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1919 H6O: per week for five or more weeks Figure Myra Gasterline Smith 662 Comelia Ave Graceland 2099 Figure Figure Myra Gasterline Smith Interpreter of Plays Figure ANNOUNCEMENT WE take pleasure in presenting MYRA CASTERLINE SMITH to Lyceum patrons in our territory, because she has something good, uplifting and entertaining in store for every one. She is a reader of exceptional ability, and is equally capable in humorous, pathetic and dramatic readings, and can with ease hold an audience throughout an entire evening. She has a thorough knowledge of her art, a keen insight into human character and a strong appreciation of what is best in literature; hence her selections are always of a high standard. She has a varied repertoire, her programs being chosen from both classic and modern literature, and consisting of books, stories and plays. We can therefore assure any lecture course committee that she will meet just that certain demand your audience is making for something new, artistic, scholarly and instructive, yet withal, very entertaining. Buffalo, N. Y.— One of the enjoyable events of the week was the recital, given by Myra Casterline Smith, before the Richmond Club. She recited her own adaptation of The Shepherd of the Hills, by Harold Bell Wright. It was divided into four parts—The Two Trails, The Awakening, The Promise Fulfilled, and The End of the Trails. Mrs. Smith appeared to excellent advantage. She has a pleasing stage presence, enunciates distinctly, and on Tuesday evening told the story in such a natural, simple way that every one understood each character perfectly, and highly complimentary remarks were heard in all directions.— News. WICKERSHAM says— She's a top-liner I HAVE had opportunity to hear nearly every great artist on the American platform. I have been asked to say words of commendation for hundreds of them, but have been compelled to decline to do so because I could not say anything that would help them. For comparatively a few people it has been a pleasure to speak of them. For a much smaller number I have felt impelled to say what I felt every one should know who love the best. Myra Casterline Smith belongs to this latter class. It has not been my privilege to hear a greater than she. She is a top-liner of remarkable power. When you sit in her presence and witness her work you do not think of elocution, but education; not esthetical touches, but masterly portrayals; not a glimpse of people, but striking and thrilling life-sized portraits of the good and great, and the mean and small people of the earth. Such remarkable power is given to but very few, but Mrs. Smith has it in full measure. No committee looking for and selecting a lecture course should fail to have her if her limited time will permit it. She is worth the season ticket to any committee. Her Message from Mars is wonderful. Cordially, L. B. WICKERSHAM MYRA CASTERLINE SMITH PROGRAMS THE LOST PARADISE Translated from the German by William Cecile DeMille, and Made Famous by Maude Adams A strong dramatic play emphasizing the great struggle that is going on between capital and labor. Margaret Knowlton, a beautiful society girl, who lives only for the pleasures of the moment, is taught to realize what life really means when she learns to love the foreman of her father's factory. All day the iron wheels go onward Grinding life down from its mark And the children's souls whom God is calling Sunward Spin on blindly through the dark! IN THE VANGUARD The Great Peace Drama By Katrina Trask A story of great dramatic strength showing the utter futility and uselessness of War. The author portrays with masterly power the soldier dying on the battlefield and the wonderful vision that is given him as he is about to pass into the Unknown. Said by many to be the finest argument ever written against war. THE MIRACLE MAN By Frank L. Packard It's the invigorating doctrine of the power of the human will over all the powers of darkness that Mr. Packard sets forth in his novel. The Patriarch who cures crippled bodies and souls is no cultist—neither is Frank L. Packard—but he does believe that the strongest thing in the world is the mind of man. The story of the four crooks who go to Needley, Maine, to be cured by the Patriarch in the hope of securing financial gain, and who are all finally regenerated is full of humorous situations, dramatic climaxes, and demonstrates that it is impossible for a bad man or woman to associate with the good without being influenced for the better. THE MESSAGE FROM MARS Made Famous by Charles Hawtrey A comedy, a play, a story of great dramatic strength, taking for its theme the revolution of a selfish man. No play of the Twentieth Century emphasizes more keenly the need of the human heart touch in the world which makes all men brothers. POLLY OF THE CIRCUS Written by Margaret Mayo Irresistible, appealing, it never fails to uplift and broaden all who hear it. The characters are fourteen in all, and their evolution proves that no being on earth is beyond the power of good influence. THE SHEPHERD OF THE HILLS Written by Harold Bell Wright It is a page from life itself revealing the brotherhood of man as a potent force in the world. The scenes are laid in the Ozark Mountains, and the story is one of sublime faith and sacrifice told in a dramatic and convincing manner. EVERYWOMAN Written by Walter Browne The great modern morality play of the age. Everywoman on her pilgrimage in quest of love tells a story of life, a story in which much of the world's harshness, uncharitableness and greed are depicted in vivid coloring, but the moral pointed is virile, as well as sweetly satisfactory. Truth is triumphant at the end and points the way for Everywoman. THE MANSION Written by Henry Van Dyke RESERVED FOR SUNDAY READINGS It deals with the struggle of real religion and its artificial substitute. Dramatic Readings with Musical Settings ENOCH ARDEN Tennyson KING ROBERT OF SICILY Longfellow DAS HEXENLIED Von Wildenbruch A FEW COMMENTS REGARDING MRS. SMITH'S WORK FROM AUTHORITATIVE SOURCES: Boston, Mass.—Myra Casterline Smith is possessed with enthusiasm for her work and earnestness of purpose and she has the power to hold and move her audiences. She gives to books and plays of fine literature a true, forceful and charming interpretation.—Emma Augusta Greely, School of Elocution and Dramatic Art. Martinsburg, West Virginia—The closing number of the Lyceum Course was given last evening at the Y. M. C. A. Myra Casterline Snith, the reader, was responsible for the entire program and she met this responsibility in a most charming and satisfying way. To start with Mrs. Smith is a woman of high ability and able to make her audiences think. In the program, so entirely good throughout, perhaps the Message from Mars will linger longer in the memory and prod our best nature into real usefulness. If our people would encourage such entertainments as that given last evening our City would not have to hurry up each winter and pass around the hat to help those in distress. The audience was a very good one and exceedingly quiet during the several readings. The walls of the room soon fade away and you are not conscious of your immediate surroundings after Mrs. Smith begins. Millersburg, Kentucky—Myra Casterline Smith appeared last Friday evening in the second number of the Lyceum Course at the College. Her reading of the Message from Mars, a story of great dramatic strength, taking for its theme the revolution of a selfish man, was wonderful. Mrs. Smith's reading was pronounced by competent critics to be one of the best entertainments given here. Uhrichsville, Ohio—The Opera House was crowded to the doors last evening when Myra Casterline Smith gave the third number of the Denison and Uhrichsville Lecture Course. Mrs. Smith is probably the most pleasing reader that ever entertained in the Twin Cities. The audience was held in deep silence throughout and the highest praise was given her after her entertainment had concluded. Sheridan, Ind.—For two hours she held a large and appreciative audience with her splendid character interpretations, bringing them so vividly to the minds of her hearers that they lived again in the days of their youth. Too much cannot be said of her splendid presentation of Polly of the Circus. The appearance of the real characters, how true to life, the scenes of the circus, and with it and in it all a message which every community needs to lift up and broaden the plane of life. It was a fitting climax for the season.—Lowell W. Cox, Pres. Dunkirk, N. Y.—She is a woman with a message, and always more than satisfies her audiences. Her interpretation of The Message from Mars will benefit as well as entertain any audience.—A. C. Locke. The AFFILIATED LYCEUM BUREAUS OF AMERICA THE COIT LYCEUM BUREAU ARTHUR C. COIT PRESIDENT LOUIS J. ALBER GENERAL MANAGER CLEVELAND THE WHITE ENTERTAINMENT BUREAU WHITE PRESIDENT & GENERAL MANAGER BOSTON THE COIT - NEILSON LYCEUM BUREAU P. M. NEILSON MANAGER PITTSBURGH THE MUTUAL LYCEUM & CHAUTAUQUA SYSTEM FRANK A. MORGAN PRESIDENT M.M. WRIGHT GENERAL MANAGER CHICAGO THE ALKAHEST LYCEUM & CHAUTAUQUA SYSTEM BRIDGES PRESIDENT H. L. BRIDGES SECRETARY ATLANTA THE DIXIE LYCEUM BUREAU M. TURNER PRESIDENT & GENERAL MANAGER DALLAS THE ELLISON WHITE LYCEUM BUREAU J. R. ELLISON PRESIDENT C. WHITE GENERAL MANAGER BOISE THE ELLISON-WHITE CHAUTAUQUA SYSTEM C. H. WHITE PRESIDENT J. R. ELLISON GENERAL MANAGER PORTLAND THE COIT-ALBER CHAUTAUQUA CO. ARTHUR C. COIT PRESIDENT LOUIS J. ALBER GENERAL MANAGER STEPHENSON CHICAGO-CLEVELAND Doing the Largest, Safest & Best Lyceum Business in the United States Larwell, Ind.—The entertainment given here on March 15, by Myra Casterline Smith under the auspices of the Lyceum Association was a success in every respect. She displayed marvelous skill in interpretation and expression. In her line of work she is an artist of the first magnitude. —A. L. Watters, Prin. of Schools. Buffalo, N. Y.—I am not in the habit of writing commendations for publication, but in the case of Myra Casterline Smith I gladly do so. I cannot speak too highly of her work. It has been my privilege to hear a great many public readers, but none of them quite satisfies me as does Mrs. Smith. Her perfect naturalness and self-poise at all times I would specially emphasize. —J. L. Sooy, Supt, Buffalo District. Tonawanda, N. Y.—The Shepherd of the Hills, as rendered by Myra Casterline Smith is as interesting and delightful an entertainment as it has been my pleasure to enjoy. There is pathos and humor, tragedy and comedy, and life in all its moods and tenses. It is a charming story of simple, genuine, thoroughly human people, and Mrs. Smith makes every one of them real to you. There is not a dull moment from start to finish, not a superfluous sentence; not a thing lacking in the consummation which is reached with great skill. It leaves a good taste in one's mouth and our people say Come again Mrs. Smith, and we will pack the house. —Horace Alonzo Crane. Beaver Falls, Pa.—An audience that filled the Carnegie Auditorium upstairs and down witnessed a most superb program. It was one of the best—if not the best—that has yet been given in the Course. Myra Casterline Smith proved herself most versatile, for her readings were beautifully done.— Beaver Falls Republican.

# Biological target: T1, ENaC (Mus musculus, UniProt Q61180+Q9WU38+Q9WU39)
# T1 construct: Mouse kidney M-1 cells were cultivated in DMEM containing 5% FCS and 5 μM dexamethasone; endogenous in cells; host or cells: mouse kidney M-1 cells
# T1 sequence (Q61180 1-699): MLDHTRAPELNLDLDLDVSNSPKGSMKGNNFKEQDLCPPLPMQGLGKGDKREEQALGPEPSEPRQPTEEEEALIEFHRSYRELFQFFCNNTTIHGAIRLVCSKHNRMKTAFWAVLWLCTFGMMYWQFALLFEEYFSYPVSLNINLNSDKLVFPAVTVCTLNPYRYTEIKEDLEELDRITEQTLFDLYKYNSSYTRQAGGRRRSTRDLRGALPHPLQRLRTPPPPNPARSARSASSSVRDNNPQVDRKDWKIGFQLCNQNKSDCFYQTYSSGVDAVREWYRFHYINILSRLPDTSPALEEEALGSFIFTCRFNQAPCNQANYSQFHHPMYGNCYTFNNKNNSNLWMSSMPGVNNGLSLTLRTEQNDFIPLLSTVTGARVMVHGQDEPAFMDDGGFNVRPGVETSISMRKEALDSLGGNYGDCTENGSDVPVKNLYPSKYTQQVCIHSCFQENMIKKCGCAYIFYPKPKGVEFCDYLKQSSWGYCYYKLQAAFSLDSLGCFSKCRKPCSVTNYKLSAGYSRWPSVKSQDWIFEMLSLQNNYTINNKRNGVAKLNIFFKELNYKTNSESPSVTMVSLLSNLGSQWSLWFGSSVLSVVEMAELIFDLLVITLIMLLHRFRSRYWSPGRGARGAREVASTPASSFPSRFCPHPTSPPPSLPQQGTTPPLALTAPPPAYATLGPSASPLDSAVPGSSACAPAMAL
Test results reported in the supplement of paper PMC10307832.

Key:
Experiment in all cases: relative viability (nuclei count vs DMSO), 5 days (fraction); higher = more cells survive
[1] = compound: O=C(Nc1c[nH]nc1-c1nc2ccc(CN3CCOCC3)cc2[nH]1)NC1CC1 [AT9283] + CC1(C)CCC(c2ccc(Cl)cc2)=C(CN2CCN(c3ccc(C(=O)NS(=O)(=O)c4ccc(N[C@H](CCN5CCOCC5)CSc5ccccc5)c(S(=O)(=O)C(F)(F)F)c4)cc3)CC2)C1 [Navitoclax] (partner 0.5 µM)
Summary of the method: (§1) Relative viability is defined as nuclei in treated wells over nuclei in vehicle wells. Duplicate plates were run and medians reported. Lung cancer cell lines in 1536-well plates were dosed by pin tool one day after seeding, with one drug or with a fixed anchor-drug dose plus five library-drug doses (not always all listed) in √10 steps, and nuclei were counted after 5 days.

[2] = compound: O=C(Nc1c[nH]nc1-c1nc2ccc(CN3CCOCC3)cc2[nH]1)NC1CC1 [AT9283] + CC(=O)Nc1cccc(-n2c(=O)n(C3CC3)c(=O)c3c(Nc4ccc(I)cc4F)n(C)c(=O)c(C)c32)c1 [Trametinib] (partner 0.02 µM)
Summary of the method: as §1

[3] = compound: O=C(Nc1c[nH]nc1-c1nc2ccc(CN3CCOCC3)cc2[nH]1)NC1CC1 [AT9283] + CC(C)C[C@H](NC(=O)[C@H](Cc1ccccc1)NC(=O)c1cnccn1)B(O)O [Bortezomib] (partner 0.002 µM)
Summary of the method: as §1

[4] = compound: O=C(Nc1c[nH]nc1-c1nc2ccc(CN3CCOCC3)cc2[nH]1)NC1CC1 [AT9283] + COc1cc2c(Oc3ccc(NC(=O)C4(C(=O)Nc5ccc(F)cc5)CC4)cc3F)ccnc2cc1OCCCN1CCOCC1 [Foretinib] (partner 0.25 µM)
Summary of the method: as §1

|Title||Myra Casterline Smith|
|Topical Subject (LCSH)||
|Personal Name Subject||Smith, Myra Casterline|
|Digital Collection||Traveling Culture: Circuit Chautauqua in the Twentieth Century|
|Contributing Institution||University of Iowa. Libraries. Special Collections Dept.|
|Archival Collection||Redpath Chautauqua Collection|
|Rights Management||Educational use only, no other permissions given. U.S. and international copyright laws may protect this digital image. Commercial use or distribution of the image is not permitted without prior permission of the copyright holder.|
|Contact Information||Contact the Special Collections Dept. at The University of Iowa Libraries: http://www.lib.uiowa.edu/spec-coll/contact/index/|
|Number of Pages||6|
|Digitization Specifications||Scanned at 600 dpi, 32-bit color. Master image available in tiff format.|